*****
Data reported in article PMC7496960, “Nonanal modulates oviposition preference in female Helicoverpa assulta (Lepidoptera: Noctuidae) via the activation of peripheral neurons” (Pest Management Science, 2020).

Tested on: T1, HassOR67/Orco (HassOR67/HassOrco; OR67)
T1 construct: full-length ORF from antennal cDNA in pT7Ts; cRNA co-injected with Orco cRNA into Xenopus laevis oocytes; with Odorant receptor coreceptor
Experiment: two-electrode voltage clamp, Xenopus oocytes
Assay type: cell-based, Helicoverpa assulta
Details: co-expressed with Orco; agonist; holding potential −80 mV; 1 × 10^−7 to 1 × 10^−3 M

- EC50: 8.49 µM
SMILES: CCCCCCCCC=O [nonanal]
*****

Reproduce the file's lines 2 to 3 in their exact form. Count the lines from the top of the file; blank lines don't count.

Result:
Tested on: T1, HassOR67/Orco (HassOR67/HassOrco; OR67)
T1 construct: full-length ORF from antennal cDNA in pT7Ts; cRNA co-injected with Orco cRNA into Xenopus laevis oocytes; with Odorant receptor coreceptor